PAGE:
1. Derive the left hand side of the $\longleftrightarrow$ bottom up until reaching axioms
2. Fill in the right hand side of the $\longleftrightarrow$ top down, starting at the axioms
• The inverse of parsing known as pretty-printing is the process of starting with the abstract syntax on the right hand side of $\longleftrightarrow$ and attempting to synthesise a concrete syntax on the left. This is non-deterministic as there are many ways to convert abstract to concrete syntax

## Bindings

A program usually has variables, and where these variables are declared is known as the binding occurance of the variable. The scope of the variable is wherever the variable has a value and is defined. For example:

let x = 5 in     -- binding occurance of x
let y = 2 in   -- scope of x
x + y        -- usage occurance of x
end            -- end scope of x
end


The process of finding the binding occurance of each used variable is called scope resolution.

• Shadowing occurs when a variable is declared inside another variable’s scope, and both have the same name, for example:

let x = 5 in
let x = 2 in   -- x is shadowed here
x + x        -- x + x = 4
end
end


### $\alpha$-equivalence

• Expressions that are semantically identical but differ in bound variable names are $\alpha$-equivalent, for example:

let x = 5 in
let x = 2 in
x + x
end
end

-- the above expression is alpha equivalent to the one below

let a = 5 in
let y = 2 in
y + y
end
end


### Substitution

• A variable $x$ is free in an expression $e$ if $x$ occurs in $e$ but is not bound in $e$
• A substitution, written $e[x := t]$ is the replacement of all free occurances of $x$ in $e$ with the term $t$

### Variable Capture

• Capture can occur for a substitution $e[x := t]$ whenever there is a bound variable in the expression $e$ with the same name as a free variable occuring in $t$
• To avoid capture we can
• $\alpha$-rename the offending bound variable to an unused name, or
• If you have access to the free variable’s definition, rename the free variable, or
• Use De Bruijn indices

## First Order Abstract Syntax

### De Bruijn Indices

• De Bruijn indices allow us to address the issue with substitution capture by

• Removing all identifier from binding expressions (e.g. Let)
• Replace the identifier in a Var with a number indicating how many binders we must skip in order to find the binder for that variable
(Let "a" (Num 5)
(Let "y" (Num 2)
(Plus (Var "a") (Var "y"))))

-- the above expression can be represented using De Bruijn indices as below

(Let (Num 5)
(Let (Num 2)
(Plus (Var 1) (Var 0))))

• To convert a piece of first order abstract syntax to De Bruijn indices, we can keep a stack of variable names, pushing onto the stack at each Let and popping after the variable goes out of scope. When a usage is encountered, replace the variable name with its first position in the stack

## Higher Order Abstract Syntax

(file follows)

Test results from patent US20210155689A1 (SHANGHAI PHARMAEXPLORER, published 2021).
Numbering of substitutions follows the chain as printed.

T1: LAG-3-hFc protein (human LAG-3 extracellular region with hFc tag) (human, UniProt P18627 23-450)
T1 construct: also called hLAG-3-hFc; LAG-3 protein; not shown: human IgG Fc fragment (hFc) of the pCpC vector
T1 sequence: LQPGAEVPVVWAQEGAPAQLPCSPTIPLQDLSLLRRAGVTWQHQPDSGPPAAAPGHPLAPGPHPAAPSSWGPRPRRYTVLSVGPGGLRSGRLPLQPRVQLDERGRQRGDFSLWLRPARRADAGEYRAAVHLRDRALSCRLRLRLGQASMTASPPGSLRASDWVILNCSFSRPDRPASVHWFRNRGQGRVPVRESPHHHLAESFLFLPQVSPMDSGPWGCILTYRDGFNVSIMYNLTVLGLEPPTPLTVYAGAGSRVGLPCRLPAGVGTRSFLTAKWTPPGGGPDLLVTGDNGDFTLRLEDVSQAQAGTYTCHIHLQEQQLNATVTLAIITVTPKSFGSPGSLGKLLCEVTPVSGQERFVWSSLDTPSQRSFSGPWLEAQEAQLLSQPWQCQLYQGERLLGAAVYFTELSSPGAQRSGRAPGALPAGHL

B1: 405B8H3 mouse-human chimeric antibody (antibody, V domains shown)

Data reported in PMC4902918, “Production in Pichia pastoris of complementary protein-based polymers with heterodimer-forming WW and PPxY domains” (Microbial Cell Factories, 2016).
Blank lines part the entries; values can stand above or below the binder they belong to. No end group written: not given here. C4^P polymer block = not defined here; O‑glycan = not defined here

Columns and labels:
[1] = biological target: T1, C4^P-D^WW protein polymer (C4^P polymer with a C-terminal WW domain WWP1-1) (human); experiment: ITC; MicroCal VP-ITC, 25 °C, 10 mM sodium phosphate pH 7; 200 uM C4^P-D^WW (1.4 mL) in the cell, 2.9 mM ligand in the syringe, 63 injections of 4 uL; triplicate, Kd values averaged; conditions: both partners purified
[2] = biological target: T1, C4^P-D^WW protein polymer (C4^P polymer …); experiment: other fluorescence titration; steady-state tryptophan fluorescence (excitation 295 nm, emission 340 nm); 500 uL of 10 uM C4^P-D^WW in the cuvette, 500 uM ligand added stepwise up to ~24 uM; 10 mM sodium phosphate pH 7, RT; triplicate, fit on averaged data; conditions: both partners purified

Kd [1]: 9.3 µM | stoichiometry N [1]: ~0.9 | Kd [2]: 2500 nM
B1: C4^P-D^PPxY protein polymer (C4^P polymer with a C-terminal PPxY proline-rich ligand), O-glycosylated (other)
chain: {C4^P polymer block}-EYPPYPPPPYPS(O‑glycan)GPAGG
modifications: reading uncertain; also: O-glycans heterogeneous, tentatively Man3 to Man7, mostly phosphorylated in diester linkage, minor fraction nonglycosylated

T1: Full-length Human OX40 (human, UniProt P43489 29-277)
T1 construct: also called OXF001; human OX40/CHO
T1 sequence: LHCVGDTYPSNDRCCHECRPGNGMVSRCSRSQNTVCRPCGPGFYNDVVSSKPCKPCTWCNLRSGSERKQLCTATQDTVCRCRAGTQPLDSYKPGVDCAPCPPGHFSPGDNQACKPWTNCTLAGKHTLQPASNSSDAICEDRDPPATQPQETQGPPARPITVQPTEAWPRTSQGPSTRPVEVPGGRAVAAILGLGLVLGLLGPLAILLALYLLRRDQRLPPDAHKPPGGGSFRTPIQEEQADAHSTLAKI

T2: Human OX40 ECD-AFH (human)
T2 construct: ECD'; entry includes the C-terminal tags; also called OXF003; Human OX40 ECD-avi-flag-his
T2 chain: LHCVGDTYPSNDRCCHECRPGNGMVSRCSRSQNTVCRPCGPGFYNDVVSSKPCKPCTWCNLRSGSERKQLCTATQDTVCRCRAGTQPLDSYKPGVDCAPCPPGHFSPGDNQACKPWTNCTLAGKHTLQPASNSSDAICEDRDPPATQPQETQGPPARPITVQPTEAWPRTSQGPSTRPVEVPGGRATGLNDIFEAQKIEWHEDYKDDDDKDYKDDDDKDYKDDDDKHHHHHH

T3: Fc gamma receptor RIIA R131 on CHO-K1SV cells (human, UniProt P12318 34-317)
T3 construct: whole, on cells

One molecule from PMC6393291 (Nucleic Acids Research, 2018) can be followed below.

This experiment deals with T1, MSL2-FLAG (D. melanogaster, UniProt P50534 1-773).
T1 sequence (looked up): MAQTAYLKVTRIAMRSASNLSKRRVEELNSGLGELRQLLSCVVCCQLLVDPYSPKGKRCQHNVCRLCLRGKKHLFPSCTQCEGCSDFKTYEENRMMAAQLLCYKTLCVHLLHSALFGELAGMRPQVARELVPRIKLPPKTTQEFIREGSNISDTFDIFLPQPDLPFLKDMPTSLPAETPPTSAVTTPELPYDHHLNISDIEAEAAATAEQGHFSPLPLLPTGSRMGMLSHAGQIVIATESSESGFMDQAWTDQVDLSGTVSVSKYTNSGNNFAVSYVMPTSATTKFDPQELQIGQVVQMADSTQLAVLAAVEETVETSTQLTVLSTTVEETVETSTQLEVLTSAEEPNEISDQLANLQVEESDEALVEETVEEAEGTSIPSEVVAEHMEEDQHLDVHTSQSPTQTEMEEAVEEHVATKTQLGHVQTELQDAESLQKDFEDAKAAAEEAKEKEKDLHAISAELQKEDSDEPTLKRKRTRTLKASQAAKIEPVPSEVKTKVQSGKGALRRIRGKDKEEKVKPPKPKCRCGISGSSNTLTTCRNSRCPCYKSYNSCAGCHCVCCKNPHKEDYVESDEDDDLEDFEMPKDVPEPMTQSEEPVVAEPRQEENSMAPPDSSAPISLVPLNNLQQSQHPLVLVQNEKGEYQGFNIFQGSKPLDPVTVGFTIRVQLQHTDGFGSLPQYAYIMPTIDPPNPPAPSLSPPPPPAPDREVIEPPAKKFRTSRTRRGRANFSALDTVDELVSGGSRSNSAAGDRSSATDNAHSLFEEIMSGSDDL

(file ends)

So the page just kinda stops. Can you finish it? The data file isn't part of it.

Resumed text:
Higher order abstract syntax relies on the meta language to facilitate binding of variables. Because of this, many problems such as malformed syntax, capture and $\alpha$-equivalence is solved since it is handled by the meta language

For example, a term language $t$ can be defined as

t ::= Symbol    -- symbols
| x        -- variables
| t1 t2    -- application
| x. t     -- binding or abstraction


## $\lambda$-Calculus

Lambda calculus is a system using mathematical logic for expressing computation based on function abstraction and application using variable binding and substitution

The term language $t$ above can be slightly changed:

t ::= Symbol    -- symbols
| x        -- variables
| t1 t2    -- application
| λx. t    -- lambda abstraction


### $\beta$-reduction

• Beta reduction is used to evaluate terms, for example the function $(\lambda x . t)$ below denotes a function that given an argument for $x$, will return $t$ $$(\lambda x . t) \ u \quad \mapsto_\beta \quad t[x := u]$$

• $\beta$-reduction is a congruence, meaning that we can pick any reducible subexpression (called a redex) and perform a $\beta$-reduction. For example $$\begin{array}{ll} (\lambda x . \lambda y . f (y \ x)) \ 5 \ (\lambda x . x) & \mapsto_\beta \quad (\lambda y . f \ (y \ 5)) \ (\lambda x . x) \\ & \mapsto_\beta \quad f \ ((\lambda x. x) \ 5) \\ & \mapsto_\beta \quad f \ 5 \end{array}$$

### $\eta$-conversion

• If we have a term $f$ and apply it to a variable, and then abstract over that same veriable, we end up with the original term
• For example $\lambda x . (f x) \mapsto_{\beta \eta} f$, or in Haskell, (\x -> abs x) is the same as abs

### Confluence

• Suppose we arrive via one reduction path to an expression that cannot be reduced further (known as normal form), then any other reduction path will result in the same normal form

### Equivalence

• Two terms are $\alpha \beta$-equivalent, written $s \equiv_{\alpha \beta}$ if they $\beta$-reduce to $\alpha$-equivalent normal forms

## Semantics

### Static Semantics

• Aspects of a program that can be determined by a compiler or external tool (linter) without running the program
• Two main aspects include types and scope

### Dynamic Semantics

• Can be specified in many ways:

• Denotational semantics is the compositional construction of a mathematical object for each form of syntax
• Axiomatic semantics is the construction of a proof calculus to allow correctness of a program to be verified
• Operational semantics is used in this course and is the construction of a program-evaluating state machine or transition system
• Two main aspects of dynamic semantics include behaviour and cost

• Operational semantics has two main kinds

• Small Step
• A judgement that specifies transitions between states: $e \mapsto e’$